Experimental theater company founded in New York in 1947 by Julian Beck, set designer, painter and poet, and by actress and director Judith Malina, The Living Theatre is initially placed in the Off Broadway scene proposing an innovative repertoire of European twentieth-century and collaborating with more or less established young American authors. After the stormy beginnings, the Living achieved public and critical success with The Connection, a text by Gelber directed by Judith Malina staged in 1959. Following the controversies that arose following the premiere of the show The Brig in 1963 - a crude script by Kenneth H. Brown portraying life inside the military prisons of the Marine Corps – the Beck company is first forced to leave the space of the Theater on Fourteenth Street and then, in December of the same year, the country. In fact, the involvement in numerous pacifist demonstrations and civil disobedience initiatives earned the Living a notoriety that went well beyond the limited ambit of the avant-garde theater and which made it, precisely because of this political commitment, "unwelcome" by the government of the United States. Since the early 1960s, the Company has concentrated its activity in Europe - especially in Italy and France - with tours and long-term stays. From these years are the shows considered masterpieces of collective creation such as Mysteries and Smaller Pieces (1964), Antigone by Sophocles (1967) by Bertolt Brecht; Frankenstein and Paradise Now, presented at the Avignon Festival in 1968 amidst enthusiasm, scandals and controversies.


The so-called European Exile of the company is also the moment in which the Living  lays the programmatic foundations of its theatrical work such as the rejection of the fiction of the stage, the elimination of the boundaries between art and life and, consequently, between actors and audience. The scenic language of the group is characterized in the gestural and bodily aspects, making use of a rigorous gymnastic-acrobatic research aimed at creating scenographic effects and aimed at the physical and emotional involvement of the audience. In the 1970s the group concentrated almost exclusively on street theater, creating shows with a very strong impact such as Seven Meditations on Political Sadomasochism (1973), The Money Tower (1975), Six Public Acts (1976) and then returned to the theater with Prometheus in Winter Palace (1978), Yellow Methuselah (1982), Archeology of Sleep (1983).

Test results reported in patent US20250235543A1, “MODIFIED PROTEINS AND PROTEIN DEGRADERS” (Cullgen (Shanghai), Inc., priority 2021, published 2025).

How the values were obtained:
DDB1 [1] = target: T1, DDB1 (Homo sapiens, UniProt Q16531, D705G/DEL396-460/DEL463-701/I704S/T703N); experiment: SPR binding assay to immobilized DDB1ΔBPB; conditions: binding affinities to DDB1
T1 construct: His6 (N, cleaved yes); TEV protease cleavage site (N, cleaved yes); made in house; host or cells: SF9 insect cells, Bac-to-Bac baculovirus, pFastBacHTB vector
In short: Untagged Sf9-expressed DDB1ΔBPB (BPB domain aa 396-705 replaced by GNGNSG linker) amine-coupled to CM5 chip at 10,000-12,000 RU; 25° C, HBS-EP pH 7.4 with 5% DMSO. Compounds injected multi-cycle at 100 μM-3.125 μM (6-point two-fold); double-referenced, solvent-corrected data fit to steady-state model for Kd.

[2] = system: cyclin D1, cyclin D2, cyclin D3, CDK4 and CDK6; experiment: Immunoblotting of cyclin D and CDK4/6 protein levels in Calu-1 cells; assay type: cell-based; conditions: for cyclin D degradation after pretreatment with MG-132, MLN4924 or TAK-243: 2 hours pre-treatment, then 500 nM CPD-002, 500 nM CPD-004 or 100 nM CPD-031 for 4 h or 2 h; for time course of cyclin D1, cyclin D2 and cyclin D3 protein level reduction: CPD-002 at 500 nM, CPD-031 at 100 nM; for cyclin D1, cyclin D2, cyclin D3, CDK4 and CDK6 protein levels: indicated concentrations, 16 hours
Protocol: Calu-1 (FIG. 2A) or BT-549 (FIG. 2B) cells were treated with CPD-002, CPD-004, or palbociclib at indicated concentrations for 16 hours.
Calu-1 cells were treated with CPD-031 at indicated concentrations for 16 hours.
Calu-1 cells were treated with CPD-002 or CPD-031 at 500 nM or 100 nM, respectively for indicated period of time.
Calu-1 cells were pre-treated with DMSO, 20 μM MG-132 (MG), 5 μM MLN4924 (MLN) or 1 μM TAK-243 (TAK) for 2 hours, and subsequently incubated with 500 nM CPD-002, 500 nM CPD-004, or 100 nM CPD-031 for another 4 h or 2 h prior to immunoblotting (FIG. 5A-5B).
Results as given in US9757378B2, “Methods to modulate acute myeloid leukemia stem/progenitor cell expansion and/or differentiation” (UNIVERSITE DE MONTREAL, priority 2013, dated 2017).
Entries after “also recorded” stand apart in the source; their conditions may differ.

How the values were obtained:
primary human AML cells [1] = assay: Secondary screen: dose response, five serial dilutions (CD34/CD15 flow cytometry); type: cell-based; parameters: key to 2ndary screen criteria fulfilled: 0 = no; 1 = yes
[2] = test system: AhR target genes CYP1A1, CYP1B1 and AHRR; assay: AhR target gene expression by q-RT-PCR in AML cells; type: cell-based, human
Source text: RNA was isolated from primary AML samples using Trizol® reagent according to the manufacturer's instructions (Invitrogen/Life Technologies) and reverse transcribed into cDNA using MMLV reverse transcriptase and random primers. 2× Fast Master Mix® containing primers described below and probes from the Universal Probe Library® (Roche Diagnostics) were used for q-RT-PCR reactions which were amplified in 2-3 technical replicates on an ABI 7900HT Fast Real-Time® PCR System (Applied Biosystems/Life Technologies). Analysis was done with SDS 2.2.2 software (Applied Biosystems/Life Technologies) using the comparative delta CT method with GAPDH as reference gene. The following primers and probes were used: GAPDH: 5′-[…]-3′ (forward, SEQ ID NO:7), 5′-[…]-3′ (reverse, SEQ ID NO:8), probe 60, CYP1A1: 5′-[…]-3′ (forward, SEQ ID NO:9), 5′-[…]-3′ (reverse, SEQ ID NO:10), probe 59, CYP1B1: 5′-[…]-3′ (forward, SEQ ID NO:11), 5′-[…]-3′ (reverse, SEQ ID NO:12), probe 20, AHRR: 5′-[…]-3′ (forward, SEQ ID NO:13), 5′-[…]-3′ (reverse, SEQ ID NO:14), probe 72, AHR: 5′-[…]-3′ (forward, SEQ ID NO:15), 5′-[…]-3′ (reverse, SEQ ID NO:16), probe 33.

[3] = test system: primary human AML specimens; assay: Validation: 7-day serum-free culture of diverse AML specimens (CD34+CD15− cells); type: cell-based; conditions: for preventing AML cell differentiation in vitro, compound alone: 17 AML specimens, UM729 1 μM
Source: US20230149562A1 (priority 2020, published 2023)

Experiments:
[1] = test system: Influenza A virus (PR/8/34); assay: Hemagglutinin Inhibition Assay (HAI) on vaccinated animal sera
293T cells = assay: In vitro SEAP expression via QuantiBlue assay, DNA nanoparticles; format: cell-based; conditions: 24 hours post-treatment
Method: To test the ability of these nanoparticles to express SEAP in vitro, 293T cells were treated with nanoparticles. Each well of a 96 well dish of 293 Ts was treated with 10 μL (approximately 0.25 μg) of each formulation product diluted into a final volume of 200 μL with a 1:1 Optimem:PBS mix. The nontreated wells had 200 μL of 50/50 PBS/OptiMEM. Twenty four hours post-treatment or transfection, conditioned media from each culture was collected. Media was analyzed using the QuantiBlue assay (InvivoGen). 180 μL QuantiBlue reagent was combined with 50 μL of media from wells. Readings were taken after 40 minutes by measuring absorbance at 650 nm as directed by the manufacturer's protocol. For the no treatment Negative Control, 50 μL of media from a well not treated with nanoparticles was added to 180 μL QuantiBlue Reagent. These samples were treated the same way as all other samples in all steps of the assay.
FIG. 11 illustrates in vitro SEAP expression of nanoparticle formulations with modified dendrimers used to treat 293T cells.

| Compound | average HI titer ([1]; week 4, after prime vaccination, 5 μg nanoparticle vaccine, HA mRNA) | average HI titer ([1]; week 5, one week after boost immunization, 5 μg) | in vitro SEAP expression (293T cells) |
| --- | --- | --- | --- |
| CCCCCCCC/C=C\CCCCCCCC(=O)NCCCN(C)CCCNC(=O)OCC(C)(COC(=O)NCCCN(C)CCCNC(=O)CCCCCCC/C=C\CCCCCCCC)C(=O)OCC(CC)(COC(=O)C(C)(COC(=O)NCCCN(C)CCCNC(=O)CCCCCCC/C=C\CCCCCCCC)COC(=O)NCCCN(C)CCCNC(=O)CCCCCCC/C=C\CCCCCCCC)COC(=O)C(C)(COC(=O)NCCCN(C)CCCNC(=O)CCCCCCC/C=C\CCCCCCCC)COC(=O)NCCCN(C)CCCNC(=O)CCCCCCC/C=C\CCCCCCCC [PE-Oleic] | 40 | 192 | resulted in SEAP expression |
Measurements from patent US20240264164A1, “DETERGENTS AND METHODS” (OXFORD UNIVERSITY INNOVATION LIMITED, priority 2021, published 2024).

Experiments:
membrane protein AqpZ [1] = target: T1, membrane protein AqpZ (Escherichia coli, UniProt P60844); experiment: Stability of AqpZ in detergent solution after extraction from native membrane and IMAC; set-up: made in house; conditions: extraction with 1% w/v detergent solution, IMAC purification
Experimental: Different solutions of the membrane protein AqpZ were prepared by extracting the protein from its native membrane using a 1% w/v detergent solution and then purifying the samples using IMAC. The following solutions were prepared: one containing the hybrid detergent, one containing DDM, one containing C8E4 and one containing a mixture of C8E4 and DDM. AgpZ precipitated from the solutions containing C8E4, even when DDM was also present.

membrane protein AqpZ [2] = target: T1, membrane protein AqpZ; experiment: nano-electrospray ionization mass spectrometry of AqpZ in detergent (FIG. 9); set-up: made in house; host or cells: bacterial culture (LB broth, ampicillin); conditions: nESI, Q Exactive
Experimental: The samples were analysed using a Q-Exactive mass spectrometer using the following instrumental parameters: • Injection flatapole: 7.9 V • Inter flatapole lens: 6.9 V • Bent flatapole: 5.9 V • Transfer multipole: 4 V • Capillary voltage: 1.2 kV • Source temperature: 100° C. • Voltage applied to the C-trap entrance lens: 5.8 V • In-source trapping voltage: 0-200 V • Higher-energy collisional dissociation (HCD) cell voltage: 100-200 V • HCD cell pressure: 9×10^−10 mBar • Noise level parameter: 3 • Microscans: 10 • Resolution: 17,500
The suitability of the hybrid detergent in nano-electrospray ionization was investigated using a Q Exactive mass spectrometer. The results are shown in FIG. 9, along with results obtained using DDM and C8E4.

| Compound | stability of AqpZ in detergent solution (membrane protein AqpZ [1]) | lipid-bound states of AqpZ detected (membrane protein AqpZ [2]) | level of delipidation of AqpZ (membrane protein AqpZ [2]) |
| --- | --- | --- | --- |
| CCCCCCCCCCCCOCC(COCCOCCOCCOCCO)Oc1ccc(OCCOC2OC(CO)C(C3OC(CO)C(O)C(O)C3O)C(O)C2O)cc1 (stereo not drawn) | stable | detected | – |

After Julian Beck's death in 1985 Judith Malina continues to lead the company together with Hanon Reznikov creating in the new space in New York shows such as The Tablets, I and I, The Body of God, Waste, Humanity, Rules of Civility, A German Requiem, Waste, Echoes of Justice, and The Zero Method. After the closure of the theater on Third Avenue in 1993 the Living, nomadic again, creates Anarchy, Utopia, Capital Changes, Not in My Name - an anti-death penalty play performed whenever a capital sentence is carried out and Utopia. In 1999 in Rocchetta Ligure, in the province of Alessandria, Centro Living Europa was born, the European headquarters of the Living Theatre. Here the company founded by Julian Beck and Judith Malina creates its most recent shows such as Capital Changes, Resistance, Enigma and Resist Now, presented in Genoa during the G8 and then in Germany and Lebanon.


The Rocchetta Ligure project was interrupted in 2003 and since then the director Gary Brackett, a member of the New York company, has been involved in promoting the company's work with training projects and productions that he creates with the Living Theatre Europa collective. In recent years, the collective maintained the form of traveling company by proposing workshops, shows and moments of confrontation and artistic, political and social discussion in Italy and Europe. It is under the guidance of Gary Brackett that the Living Theatre Europa realizes the experience of residential laboratory and street performance in the Occupied Territories, working side by side with Palestinian and Israeli artists, activists and social workers - experience collected in the documentary Mahloul, Journey to Palestine written and directed by Gary Brackett.


In the same years the nucleus that moves back to New York realizes A Dream of Water (2003), Quality of Life Crimes (2003) The Code Orange Cantata (2004) and No Sir (2006). At the end of 2006, the Living Theater reunited the company in a new prestigious venue in New York City where The Brig was staged in April 2007, inaugurating the company's new home in the Lower East Side of Manhattan. The re-edition, directed by Judith Malina and with the Ensemble training program directed by Steve Ben Israel and Gary Brackett, was met with great success with audiences and critics, earning it two Obie Awards for directing and Ensembles. In 2008 the company presents Eureka, written by Hanon Reznikov, in 2009 it presents again The Connection and the new production directed by Malina of the play Red/Noir written by the poet Anne Waldman.


In 2010 Brackett decided to return permanently to Europe and at the beginning of 2010 he set up the Living Theatre Europa Cultural Association, based in Trieste. The Association, which collects the experience gained up to then by the European collective, will produce in May 2010 Green Terror written and directed by Brackett which debuts in Brussels in May 2010. Since 2010 Malina continues to write and produce new shows: Korach, which she directed together with Carlo Altomare, No Where To Hide, The History of the World and Here We Are. Judith Malina died shortly before her 89th birthday in April 2015.


In July 2014 Brackett, together with his partner Eleonora Cedaro, inaugurated the PerForm center in Trieste dedicated to the disciplines of the body and the performing arts as well as the new home of the Living Theater Europa.